What is the management for sickle cell disease?
1. Early aggressive treatment for infections with prophylactic antibiotics and appropriate vaccinations
2. Folate supplement
3. Hydroxyurea: to increase HbF concentration
4. Long-term follow-up
>> Transcranial doppler: stroke risk assessement
>> Starting at 10 years of age: Annual fundoscopy
>> Biannual screening for pulmonary hypertension
>> Biannual urinalysis
5. Chronic transfusion
What are the 3 underlying pathophysiological causes of physiological anemia of infancy?
1. HbF has 2/3rd of the half-life of HbA
2. Increased oxygen outside the uterus and the increased oxygen affinity of HbF render less RBCs/Hb necessary after birth
3. Rapid expansion of plasma volume in a newborn
>> Hb 18g/dL at birth of a term infant
>> Hb 8-11g/dL at 2 months of a term infant
>> Reticulocyte count at birth: 5%
Reticulocyte count at 1 week of life: 1%
What are the complications of Hemophilia A?
- Anti-FVIII antibodies: "inhibitors" -- present in 5-20% of patients
- Transfusion-related complications
>> Line infection
>> Symptoms of iron overload
:: Liver cirrhosis
:: Diabetes (pancreatic deposition)
:: Testicular failure
:: Slate grey discoloration of the skin
- Problems with vascular access for transfusion
What is the treatment for B-thalassemia major?
- Life-long regular transfusion with Fe chelation +/- folate supplements
>> Signs of iron overload
:: Liver cirrhosis
:: Cardiac myopathy
:: Diabetes mellitus from pancreatic deposition
:: Infertility (testicular failure) and delayed growth from pituitary deposition
:: Hyperpigmentation of the skin
>> Chelating agents
:: Deferoxamine (SC infusion)
:: Deferasirox (PO)
- Hydroxyurea (in thalassemia intermedia): to increase HbF levels
- Bone Marrow Transplant
What are the long-term complications of sickle cell disease?
- Growth delay
- Bone abnormalities, eg. AVN
- Restrictive lung diseases
- Cardiomyopathy with pulmonary hypertension
What can DDAVP be used to treat?
- Central diabetes insipidus
- Nocturnal enuresis
- Hemophilia A
- vWF disease
- Uremic platelet dysfunction
>> DDAVP helps release vWF and thus factor VIII
What are the reference numbers of anemia in childhood?
3 months: ~8-10g/dL
Adult female: ~12-16g/dL
Adule male: ~14-18g/dL
What are the CBC reference ranges for neonates?
WBC: 10-25 x 10^9/L
PLT: 150-400 x 10^9/L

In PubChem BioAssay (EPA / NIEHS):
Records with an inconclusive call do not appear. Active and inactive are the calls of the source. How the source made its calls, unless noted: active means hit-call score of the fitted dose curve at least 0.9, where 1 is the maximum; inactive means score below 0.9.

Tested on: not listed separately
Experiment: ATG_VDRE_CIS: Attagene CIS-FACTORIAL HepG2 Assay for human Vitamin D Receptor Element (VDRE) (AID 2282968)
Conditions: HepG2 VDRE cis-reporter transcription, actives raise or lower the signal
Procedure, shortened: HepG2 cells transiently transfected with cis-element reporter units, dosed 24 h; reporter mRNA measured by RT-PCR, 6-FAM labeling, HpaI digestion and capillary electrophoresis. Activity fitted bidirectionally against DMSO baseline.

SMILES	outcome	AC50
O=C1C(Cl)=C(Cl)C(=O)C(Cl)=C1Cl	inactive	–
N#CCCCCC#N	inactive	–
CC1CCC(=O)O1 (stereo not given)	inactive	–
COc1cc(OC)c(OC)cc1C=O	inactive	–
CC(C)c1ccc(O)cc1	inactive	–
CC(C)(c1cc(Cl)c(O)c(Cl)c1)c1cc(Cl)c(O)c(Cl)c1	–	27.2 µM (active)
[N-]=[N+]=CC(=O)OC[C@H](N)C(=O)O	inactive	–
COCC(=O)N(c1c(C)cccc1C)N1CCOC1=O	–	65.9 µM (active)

Therefore, Hb and WBC levels are elevated in normal neonates, while the PLT levels should be similar to those of normal adults.
What is the typical age at presentation of iron deficiency?
6 months - 3 years
>> Iron stores last ~6 months in term infants
>> Iron stores last ~2-3 months in preterm infants
What is usually the first sign of vaso-occlusive crisis in sickle cell disease?
What are the features of lead poisoning?
L: Lead lines on gingivae and epiphyses of big long bones on X-ray
E: Encephalopathy; Erythrocyte basophilic stippling
A: Anemia (microcytic); Abdominal colic
D: Drops of the wrist and foot
What is the Mentzer index?
= MCV/RBC count
- Thalassemia: <13
- Iron-deficiency anemia: >13
What are the three types of crises in sickle cell disease?
- Vaso-occlusive crisis
- Aplastic crisis
- Acute splenic sequestration
What are the possible causes of bleeding tendencies in children?
>> Increased consumption
:: Giant hemangioma
>> Increased destruction
>> Decreased production
:: Aplastic anemia
:: Marrow infiltration
:: Glanzmann's thromboasthenia
:: Drugs (ASA, NSAIDs, alcohol)
von Willebrand disease
Coagulation pathway problem
>> Hemophila A
>> Hemophilia B
>> Vit K deficiency -- hemorrhagic disease of newborn
>> Liver disease
>> DIC Vascular problem
>> Connective tissue disorders
:: Ehlers-Danlos syndrome
:: Marfan syndrome
>> Osler-Weber-Rendu syndrome
>> Henoch-Schonlein Purpura
>> Cushing's syndrome
>> Purpura simplex
What are the drugs to avoid in a G6PD patient?
Hemolysis IS PAIN.
What is the peak age of onset for immune thrombocytopnic purpura (ITP)?
2-6 years (2-10 years)
What is the most common cause of thrombocytopenia in childhood?
Immune thrombocytopenic purpura
What are the presenting features of ITP?
Usually 1-3 weeks after viral illnesses (URTI, chickenpox)
- Sudden onset of petechiae, purpura and epistaxis
- Otherwise well
- No lymphadenopathy
- No hepatosplenomegaly
- PLT low
- Hb normal
- WBC normal
What are the possible complications of ITP?
- GI bleeding
- Intracranial hemorrhage (<10 PLT) --- Chance: <0.5%
What are the indications for a bone marrow aspirate in ITP?
- >1 cell line abnormal
- Hepatosplenomegaly present
- Before steroid treatment
>> Steroid treatment can mask the features of ALL and thus further delay diagnosis and treatment
What is the management for ITP?
- Spontaneous recovery in >70% within 3 months
- Avoid contact sports and NSAIDs
2. Medical: usually gum bleeding/PLT <20
- IV prednisone
- Anti-D antibodies
3. Surgical: for life-threatening bleeding
- Additional platelet transfusion
- Emergency splenectomy
What is the definition of chronic ITP?